Recently, I’ve seen lots of posts over on Facebook or Twitter asking people to share how they meal plan. Very often, these requests are met with suggestions for meals, but not really an explanation of how to do it.
I’ve properly meal-planned since Tim and I got married, and it has definitely saved us time, money, energy and stopped us wasting food. Like everyone, we have the occasional end of a bag of salad that goes slimy, or the end of bread which goes stale, but we very rarely throw food away. We set a budget for groceries, and stick to it. When I was on maternity leave with Ben, this was £50 a week, but at the moment it’s a bit more. This does include household items though, so £15 of this could easily be on laundry liquid, cleaning products and toiletries.
We’ve experimented recently with having a veg box from Riverford. The vegetables themselves are fantastic quality and variety, but we often didn’t eat all the vegetables in the week so we’re currently ordering on an ad-hoc basis and supplementing this with supermarket vegetables – and the odd courgette from the garden.
One of us does go to the supermarket every week, or we get an online shop delivered. I love online shopping because you can see what’s on offer, then do your meal plans, and make sure you have got all your ingredients. I also get bulky items delivered in an online shop – toilet rolls, stuff for the freezer, bottles etc. We might then supplement this with smaller supermarket shops in the following weeks, or food from local shops or markets.
We also make good use of our freezer. Meat and fish that we won’t use straightaway in our meal plan goes in the freezer. I actually often buy these frozen as they are better value, particularly chicken breasts and salmon. I also have batch-cooked things in there: roasted tomato sauce at the moment, but also stewed fruit (when people give you some from their garden), portions of bolognese sauce or stew, and whole meals like fish pie. We incorporate these into our meal plans too. I freeze some leftover ingredients – I currently have a tub of double cream in there that we didn’t use before we went on holiday. I also have things like chips, peas and vanilla ice cream, which are always useful.
Finally, I have a “store cupboard master list.” I put this together after realising there are some ingredients that are actually worth having in at all times: soy sauce, fish sauce, capers and anchovies are good examples of this. I made this list after too many incidents of not being able to make what I wanted to because I thought I had the ingredients in and then found I didn’t.
So, that’s a start, but how do we actually meal plan? Here’s my break-down.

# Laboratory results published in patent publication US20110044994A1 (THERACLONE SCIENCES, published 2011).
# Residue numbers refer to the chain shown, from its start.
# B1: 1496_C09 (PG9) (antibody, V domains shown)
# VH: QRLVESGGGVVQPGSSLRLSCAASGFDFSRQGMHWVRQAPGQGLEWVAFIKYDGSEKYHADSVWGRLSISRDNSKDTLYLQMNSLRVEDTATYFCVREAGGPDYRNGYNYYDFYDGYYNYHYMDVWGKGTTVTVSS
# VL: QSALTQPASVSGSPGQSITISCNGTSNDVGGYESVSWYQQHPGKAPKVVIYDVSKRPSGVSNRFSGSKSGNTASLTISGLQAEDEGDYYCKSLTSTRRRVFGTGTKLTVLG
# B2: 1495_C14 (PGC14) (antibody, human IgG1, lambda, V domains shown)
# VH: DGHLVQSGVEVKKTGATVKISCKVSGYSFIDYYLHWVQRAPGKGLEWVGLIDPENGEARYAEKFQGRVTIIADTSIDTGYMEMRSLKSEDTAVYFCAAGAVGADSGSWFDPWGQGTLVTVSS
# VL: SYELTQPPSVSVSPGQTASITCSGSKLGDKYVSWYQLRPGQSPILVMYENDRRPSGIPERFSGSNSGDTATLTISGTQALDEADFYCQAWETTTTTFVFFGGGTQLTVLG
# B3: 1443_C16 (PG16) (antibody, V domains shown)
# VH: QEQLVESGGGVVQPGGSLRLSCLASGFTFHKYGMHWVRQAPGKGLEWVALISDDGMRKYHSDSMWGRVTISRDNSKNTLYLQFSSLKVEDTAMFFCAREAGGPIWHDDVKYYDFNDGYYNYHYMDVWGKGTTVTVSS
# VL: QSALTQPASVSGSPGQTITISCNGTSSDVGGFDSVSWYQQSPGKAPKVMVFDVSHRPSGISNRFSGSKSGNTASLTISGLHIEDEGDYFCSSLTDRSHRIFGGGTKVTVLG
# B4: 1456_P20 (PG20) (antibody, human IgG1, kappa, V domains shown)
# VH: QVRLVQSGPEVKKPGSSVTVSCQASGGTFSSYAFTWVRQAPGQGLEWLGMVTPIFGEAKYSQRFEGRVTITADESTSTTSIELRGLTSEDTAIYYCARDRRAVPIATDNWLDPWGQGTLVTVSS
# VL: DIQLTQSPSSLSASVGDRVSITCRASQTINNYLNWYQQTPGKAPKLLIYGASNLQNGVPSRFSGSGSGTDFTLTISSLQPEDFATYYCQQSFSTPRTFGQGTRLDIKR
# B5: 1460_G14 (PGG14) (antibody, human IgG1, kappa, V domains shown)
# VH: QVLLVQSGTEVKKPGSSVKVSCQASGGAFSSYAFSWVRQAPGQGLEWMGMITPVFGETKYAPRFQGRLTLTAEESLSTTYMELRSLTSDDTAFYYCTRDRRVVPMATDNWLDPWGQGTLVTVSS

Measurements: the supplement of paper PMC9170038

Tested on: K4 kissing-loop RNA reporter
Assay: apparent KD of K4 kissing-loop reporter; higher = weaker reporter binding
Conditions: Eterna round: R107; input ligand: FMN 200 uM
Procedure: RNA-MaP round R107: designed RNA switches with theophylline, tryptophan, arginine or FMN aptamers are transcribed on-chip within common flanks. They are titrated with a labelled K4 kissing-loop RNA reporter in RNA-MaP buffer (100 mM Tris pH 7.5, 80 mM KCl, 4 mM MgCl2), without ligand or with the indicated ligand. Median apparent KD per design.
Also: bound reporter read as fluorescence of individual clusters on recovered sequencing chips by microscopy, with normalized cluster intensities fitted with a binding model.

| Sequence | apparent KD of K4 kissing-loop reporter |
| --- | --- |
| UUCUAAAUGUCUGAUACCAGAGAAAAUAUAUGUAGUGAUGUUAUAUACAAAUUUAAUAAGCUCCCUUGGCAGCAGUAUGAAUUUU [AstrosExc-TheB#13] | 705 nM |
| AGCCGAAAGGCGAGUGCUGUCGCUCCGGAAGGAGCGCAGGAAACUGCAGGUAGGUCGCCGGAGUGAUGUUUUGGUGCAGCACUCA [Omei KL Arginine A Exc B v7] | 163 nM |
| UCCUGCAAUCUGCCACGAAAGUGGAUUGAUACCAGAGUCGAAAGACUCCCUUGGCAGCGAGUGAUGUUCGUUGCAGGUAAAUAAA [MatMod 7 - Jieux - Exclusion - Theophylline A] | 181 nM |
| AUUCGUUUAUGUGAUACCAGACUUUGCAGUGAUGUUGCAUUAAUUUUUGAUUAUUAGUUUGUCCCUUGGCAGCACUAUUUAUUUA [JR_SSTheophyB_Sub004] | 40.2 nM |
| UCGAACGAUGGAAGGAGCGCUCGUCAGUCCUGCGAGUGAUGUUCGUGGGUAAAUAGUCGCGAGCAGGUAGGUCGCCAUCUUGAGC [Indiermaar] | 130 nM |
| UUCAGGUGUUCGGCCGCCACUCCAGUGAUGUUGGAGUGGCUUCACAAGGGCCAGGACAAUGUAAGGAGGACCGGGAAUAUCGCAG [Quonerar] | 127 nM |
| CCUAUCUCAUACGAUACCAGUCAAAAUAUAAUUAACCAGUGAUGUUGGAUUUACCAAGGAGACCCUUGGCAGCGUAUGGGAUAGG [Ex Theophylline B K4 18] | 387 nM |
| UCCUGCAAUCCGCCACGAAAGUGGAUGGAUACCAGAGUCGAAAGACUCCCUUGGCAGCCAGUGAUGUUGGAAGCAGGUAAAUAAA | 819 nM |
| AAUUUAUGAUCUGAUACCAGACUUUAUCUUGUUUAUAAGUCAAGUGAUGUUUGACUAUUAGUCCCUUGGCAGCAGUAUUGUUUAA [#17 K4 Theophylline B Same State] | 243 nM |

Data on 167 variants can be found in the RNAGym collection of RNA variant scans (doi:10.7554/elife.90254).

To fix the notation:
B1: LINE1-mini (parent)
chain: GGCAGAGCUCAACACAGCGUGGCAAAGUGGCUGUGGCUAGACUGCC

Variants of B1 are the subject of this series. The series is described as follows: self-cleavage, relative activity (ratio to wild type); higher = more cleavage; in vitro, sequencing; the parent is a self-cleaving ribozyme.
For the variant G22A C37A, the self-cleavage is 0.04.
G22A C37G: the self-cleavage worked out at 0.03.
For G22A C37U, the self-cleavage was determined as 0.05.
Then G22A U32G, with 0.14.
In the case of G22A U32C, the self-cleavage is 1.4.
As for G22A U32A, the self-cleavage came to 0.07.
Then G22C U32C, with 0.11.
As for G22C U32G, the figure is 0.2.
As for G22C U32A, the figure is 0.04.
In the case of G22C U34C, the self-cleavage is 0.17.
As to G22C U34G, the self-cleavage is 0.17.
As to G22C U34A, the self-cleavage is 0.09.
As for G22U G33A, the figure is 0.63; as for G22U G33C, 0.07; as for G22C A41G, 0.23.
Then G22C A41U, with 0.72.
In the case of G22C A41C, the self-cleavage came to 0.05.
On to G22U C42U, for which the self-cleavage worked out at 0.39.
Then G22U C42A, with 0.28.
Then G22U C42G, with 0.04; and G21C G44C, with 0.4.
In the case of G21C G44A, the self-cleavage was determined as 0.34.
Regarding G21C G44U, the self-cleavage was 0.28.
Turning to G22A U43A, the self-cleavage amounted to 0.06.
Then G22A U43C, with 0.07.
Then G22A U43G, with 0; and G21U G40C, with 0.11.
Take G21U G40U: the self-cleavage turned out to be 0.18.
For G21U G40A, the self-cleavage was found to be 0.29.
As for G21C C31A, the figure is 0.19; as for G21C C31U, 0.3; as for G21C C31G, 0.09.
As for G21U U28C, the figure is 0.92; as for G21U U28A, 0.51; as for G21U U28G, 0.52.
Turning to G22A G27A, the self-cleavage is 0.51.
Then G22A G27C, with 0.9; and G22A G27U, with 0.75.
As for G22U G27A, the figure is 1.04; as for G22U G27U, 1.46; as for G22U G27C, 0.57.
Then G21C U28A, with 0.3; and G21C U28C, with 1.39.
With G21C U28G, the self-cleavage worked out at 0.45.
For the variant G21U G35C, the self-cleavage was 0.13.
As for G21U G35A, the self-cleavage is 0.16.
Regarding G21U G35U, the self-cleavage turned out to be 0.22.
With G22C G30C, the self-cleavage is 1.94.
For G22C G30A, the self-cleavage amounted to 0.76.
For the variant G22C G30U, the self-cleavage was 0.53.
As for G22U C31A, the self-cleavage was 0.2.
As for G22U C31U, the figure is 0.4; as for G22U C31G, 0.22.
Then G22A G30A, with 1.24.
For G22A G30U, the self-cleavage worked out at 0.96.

1. Look at what you have in. What needs using up? Find some ideas for these ingredients and write them down. They should come early in your meal-planning week.
2. Ask your family. I sometimes forget to do this, but I know Tim will often request a Thai meal of some kind. Ben will always want pasta. Note these ideas down, but don’t assign them to a day yet.
3. Look at your schedule. Are there some days when you need something really fast? Or when using the slow cooker would work well? In term-time, we need lots of fast, easy-prep meals, but will happily spend a bit longer at the weekend. You could start assigning meals to days here.
4. Check out supermarket offers if you’re doing an online shop. Most supermarkets do a 3 for £10 deal on meat and fish which works well.
5. Consider doing a roast dinner or batch-cooking at the weekend. Decide what you will have and if it will create left-overs.
6. Decide which meal you will assign to each night. Generally, we try to have fish once or twice a week and a vegetarian meal at least once. If we have a roast dinner one night, we might have 2 meals based around the leftovers and then that only leaves 1 more meal to plan for. Write this down. I actually have slot in my diary especially for this.
6. Allow yourself some easy nights if you’re busy. Fish cakes and salad, pasta, pizza, and frittata are my quick and easy wins.
7. Make sure you’ve got a good balance of meals: some traditional, some spicy, some a bit fancy… I always think about the sides that I might serve: are we having all potatoes? Or all rice? Is it a bit “meat and two veg?” Are you trying new recipes occasionally?
8. Try to apply the same principles to lunch. I admit, I find this hard as there isn’t a microwave at work, so I can’t heat up leftovers. So sandwiches tend to be my fall back option, but this gets so boring!
I meal-plan weekly, as I would find it to constricting to plan for a whole month, but I know some people do plan for a month at a time. Occasionally, we’ll have a no-shop week, where we’ll use up bits and pieces. If, in the holidays, I clean out our cupboards and find we have a few things to use up, I’ll be a bit creative and try to challenge myself.
Meal planning definitely saves me time, money and stress.